5.2.2. In the plate heat exchangers according to the closest prior art the tie bars are positioned around the plates in the periphery of the head and the follower. The force exerted by the fluid pressure in the flow spaces between the plates is transferred through the head and follower to the tie bars. Even the typical massive and strong design of the head and follower cannot always avoid a slight deformation which results in an uneven compression of the stack of plates.
According to claim 7 at least one tie bar extends through an aperture in the body of each plate so as to penetrate the plates in a region surrounded by the flow spaces between the plates. This tie bar takes up the fluid pressure in the region of the flow spaces and thereby reduces the deformation and uneven compression of the stack of plates.
5.2.3. The Respondent made reference to D3 which, according to him, tells the solution to the problem of spreading the clamping pressure more evenly across the heat transfer plates by providing tie bars extending through holes in the plates. D3 discloses a plate heat exchanger wherein the stack of plates is compressed between two opposite face plates (202) by means of a plurality of distributed rivets or bolts (209) penetrating the plates in a region surrounded by the flow spaces between the plates. Thus, the essential feature of the invention claimed in claim 7, as defined above, is indeed derivable from D3. There is, however, no indication of the reasons for using this rather complex arrangement of distributed bolts. Considering the lightweight structure of the heat exchanger of D3 having the plates clamped between thin flat face plates, a skilled person will be aware that the distribution of the bolts across the plate area is required for holding the stack of plates in compressed condition because the face plates are unable to withstand the bending forces exerted by the fluid pressure when clamped together at their periphery only. This is, however, not the case for heat exchangers of the claimed type wherein a massive and heavy frame structure consisting of head, follower and rails distributes the clamping forces exerted by the peripheral tie bars. The Board, therefore, is not convinced by the argument of the Respondent that a skilled person would take D3 into consideration in a search for a solution to improve the even compression in heat exchangers of the type shown in D7, D8 and D13. Rather, it is the opinion of the Board that D3 relates to a different technology of frameless heat exchangers made for a particular application, which a skilled person would not readily apply to other types of heat exchangers. This opinion is supported by two further facts. Firstly, D3 describes the washers (207,307) as "spacing washers" which underlines that, in the particular application to a gas-gas heat exchange as described in D3, the washers are for spacing the plates rather than for sealing the flow spaces, contrary to what a skilled person would assume for normal heat exchangers and what is also claimed in claim 7. Secondly, the publication of D3 in 1953, i.e. about 40 years before the priority date of the patent, coupled with the fact that heat exchangers of the claimed type having the problem of even spreading of the clamping pressure across the heat transfer plates, were known at least since the publication of D7 and D8 in 1981, i.e. about 12 years before the priority date of the patent, indicates that the skilled person searching for a solution to this problem did not consider D3 but turned to other solutions, for example an offset location of the tie bars on both sides of the plates, as disclosed in D13.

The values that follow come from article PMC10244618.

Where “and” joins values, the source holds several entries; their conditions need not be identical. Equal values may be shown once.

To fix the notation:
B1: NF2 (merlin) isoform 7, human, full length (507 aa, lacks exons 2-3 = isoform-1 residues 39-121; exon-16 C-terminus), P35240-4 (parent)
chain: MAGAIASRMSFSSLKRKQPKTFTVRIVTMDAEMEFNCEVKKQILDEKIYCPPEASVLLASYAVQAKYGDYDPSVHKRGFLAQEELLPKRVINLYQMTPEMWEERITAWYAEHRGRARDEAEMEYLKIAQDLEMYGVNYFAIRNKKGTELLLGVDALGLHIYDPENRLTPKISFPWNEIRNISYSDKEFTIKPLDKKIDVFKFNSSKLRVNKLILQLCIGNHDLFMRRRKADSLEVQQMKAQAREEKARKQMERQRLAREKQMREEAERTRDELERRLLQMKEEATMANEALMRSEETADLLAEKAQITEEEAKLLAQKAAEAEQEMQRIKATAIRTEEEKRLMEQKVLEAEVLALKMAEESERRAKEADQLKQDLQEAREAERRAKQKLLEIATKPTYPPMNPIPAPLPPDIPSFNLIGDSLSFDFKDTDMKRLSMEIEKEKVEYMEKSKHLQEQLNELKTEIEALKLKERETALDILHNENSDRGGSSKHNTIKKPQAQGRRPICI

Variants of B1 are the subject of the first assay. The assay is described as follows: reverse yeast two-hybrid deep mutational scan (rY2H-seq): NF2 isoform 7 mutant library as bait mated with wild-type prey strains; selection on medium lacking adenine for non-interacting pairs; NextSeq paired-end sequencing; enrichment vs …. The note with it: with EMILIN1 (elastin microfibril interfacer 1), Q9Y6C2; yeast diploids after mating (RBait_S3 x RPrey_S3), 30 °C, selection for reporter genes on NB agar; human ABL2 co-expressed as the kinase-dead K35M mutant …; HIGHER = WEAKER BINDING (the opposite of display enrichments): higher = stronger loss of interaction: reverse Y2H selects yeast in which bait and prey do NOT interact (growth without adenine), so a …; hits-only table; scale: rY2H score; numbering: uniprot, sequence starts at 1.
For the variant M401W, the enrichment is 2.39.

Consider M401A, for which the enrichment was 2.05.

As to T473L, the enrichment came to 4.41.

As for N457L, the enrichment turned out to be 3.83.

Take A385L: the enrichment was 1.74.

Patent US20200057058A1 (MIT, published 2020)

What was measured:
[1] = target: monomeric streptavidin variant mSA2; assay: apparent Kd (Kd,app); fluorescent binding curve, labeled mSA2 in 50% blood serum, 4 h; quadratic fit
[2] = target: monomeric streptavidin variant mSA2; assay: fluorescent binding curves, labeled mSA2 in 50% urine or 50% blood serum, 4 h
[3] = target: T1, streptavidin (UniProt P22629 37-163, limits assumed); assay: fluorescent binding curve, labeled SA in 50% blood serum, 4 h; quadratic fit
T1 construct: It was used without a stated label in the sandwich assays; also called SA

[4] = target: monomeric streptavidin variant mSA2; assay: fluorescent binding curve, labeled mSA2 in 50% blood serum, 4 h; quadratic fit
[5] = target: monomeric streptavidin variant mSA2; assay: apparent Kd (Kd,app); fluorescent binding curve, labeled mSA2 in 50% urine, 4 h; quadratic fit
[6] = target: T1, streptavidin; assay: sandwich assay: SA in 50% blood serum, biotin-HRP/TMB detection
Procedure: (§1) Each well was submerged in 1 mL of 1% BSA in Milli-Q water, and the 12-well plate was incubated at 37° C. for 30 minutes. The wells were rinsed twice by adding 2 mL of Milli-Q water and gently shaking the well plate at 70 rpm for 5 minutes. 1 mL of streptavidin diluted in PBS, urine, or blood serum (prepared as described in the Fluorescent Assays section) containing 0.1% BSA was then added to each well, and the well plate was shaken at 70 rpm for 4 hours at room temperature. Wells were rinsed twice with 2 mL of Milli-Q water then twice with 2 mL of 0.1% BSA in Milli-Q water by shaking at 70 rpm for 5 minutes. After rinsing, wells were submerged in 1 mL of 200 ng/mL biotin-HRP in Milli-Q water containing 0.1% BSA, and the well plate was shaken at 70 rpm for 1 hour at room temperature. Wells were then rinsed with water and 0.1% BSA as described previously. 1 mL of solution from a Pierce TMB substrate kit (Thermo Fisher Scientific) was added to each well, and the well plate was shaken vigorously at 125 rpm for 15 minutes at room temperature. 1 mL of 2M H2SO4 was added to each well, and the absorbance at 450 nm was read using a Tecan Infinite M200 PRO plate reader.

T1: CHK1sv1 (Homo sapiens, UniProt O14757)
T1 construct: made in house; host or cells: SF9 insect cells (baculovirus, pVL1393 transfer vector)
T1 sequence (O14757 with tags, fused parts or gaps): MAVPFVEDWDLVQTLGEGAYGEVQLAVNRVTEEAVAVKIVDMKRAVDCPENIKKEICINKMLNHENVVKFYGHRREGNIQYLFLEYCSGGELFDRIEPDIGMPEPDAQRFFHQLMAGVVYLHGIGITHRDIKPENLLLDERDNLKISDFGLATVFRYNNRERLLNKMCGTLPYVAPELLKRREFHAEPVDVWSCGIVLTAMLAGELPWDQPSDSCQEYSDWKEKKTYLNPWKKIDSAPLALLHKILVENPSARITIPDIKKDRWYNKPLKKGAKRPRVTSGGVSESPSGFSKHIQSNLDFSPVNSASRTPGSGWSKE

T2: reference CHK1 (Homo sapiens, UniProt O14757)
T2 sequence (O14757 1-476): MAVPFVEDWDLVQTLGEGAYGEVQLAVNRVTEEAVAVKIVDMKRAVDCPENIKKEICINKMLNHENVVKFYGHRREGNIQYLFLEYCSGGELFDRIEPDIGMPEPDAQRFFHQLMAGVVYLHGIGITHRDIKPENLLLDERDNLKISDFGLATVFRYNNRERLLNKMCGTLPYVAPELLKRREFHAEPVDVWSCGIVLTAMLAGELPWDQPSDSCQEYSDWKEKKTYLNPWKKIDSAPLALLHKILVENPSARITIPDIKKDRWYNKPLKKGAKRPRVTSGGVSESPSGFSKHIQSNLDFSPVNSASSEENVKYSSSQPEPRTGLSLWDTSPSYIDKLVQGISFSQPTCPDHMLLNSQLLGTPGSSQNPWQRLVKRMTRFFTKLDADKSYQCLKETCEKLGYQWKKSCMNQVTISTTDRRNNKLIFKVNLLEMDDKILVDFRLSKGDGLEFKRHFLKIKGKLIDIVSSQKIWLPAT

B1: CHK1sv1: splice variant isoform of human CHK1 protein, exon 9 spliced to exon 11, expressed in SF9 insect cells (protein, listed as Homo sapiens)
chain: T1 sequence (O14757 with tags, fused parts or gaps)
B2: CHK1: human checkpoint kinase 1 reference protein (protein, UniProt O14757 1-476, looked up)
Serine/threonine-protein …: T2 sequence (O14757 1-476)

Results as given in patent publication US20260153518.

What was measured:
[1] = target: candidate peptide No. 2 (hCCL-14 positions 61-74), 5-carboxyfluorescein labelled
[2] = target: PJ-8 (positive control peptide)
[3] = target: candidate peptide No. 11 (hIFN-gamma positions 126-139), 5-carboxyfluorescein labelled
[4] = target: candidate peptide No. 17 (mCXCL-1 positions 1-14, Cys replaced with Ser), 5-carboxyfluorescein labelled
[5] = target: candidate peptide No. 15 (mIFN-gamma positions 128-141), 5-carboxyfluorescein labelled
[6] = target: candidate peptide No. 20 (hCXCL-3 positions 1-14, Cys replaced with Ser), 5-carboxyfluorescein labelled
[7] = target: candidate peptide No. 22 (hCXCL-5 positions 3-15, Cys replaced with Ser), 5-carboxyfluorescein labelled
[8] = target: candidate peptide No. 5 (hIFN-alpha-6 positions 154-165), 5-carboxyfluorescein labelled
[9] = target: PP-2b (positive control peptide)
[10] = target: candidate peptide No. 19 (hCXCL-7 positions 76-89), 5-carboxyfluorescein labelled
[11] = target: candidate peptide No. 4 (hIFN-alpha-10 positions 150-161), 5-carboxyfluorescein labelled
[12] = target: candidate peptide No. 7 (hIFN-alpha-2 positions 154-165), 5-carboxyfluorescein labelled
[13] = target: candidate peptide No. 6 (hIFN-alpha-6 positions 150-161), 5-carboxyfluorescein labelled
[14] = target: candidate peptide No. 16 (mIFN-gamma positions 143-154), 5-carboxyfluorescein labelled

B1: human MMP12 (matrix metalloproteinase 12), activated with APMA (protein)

5.2.4. The other documents in the procedure were not cited against claim 7 and do not appear to be of any particular relevance with regard to the invention defined in claim 7. Comparing D1 and D9 with D3, it is observed that the concept of distributing the clamping bolts across the plate area, as shown in Figure 1 of D9, was known in connection with frameless heat exchangers a long time before the publication of D3, and that in this type of heat exchanger the distributed bolts can be replaced by bolts on opposite sides of the plates if, as in D1, flanged face plates are used which better resist bending forces. Both observations support the above conclusion of the Board with respect to D3.
5.2.5. In summary, the subject-matter of claim 7 is not obvious having regard to the available prior art, and claim 7 therefore meets the requirement of inventive step.
6. Since the grounds for opposition do not prejudice maintenance of the patent with claims 1, 6 and 7, i.e. on the basis of the main request, the auxiliary requests do not have to be considered.
For these reasons it is decided that:
The appeal is dismissed.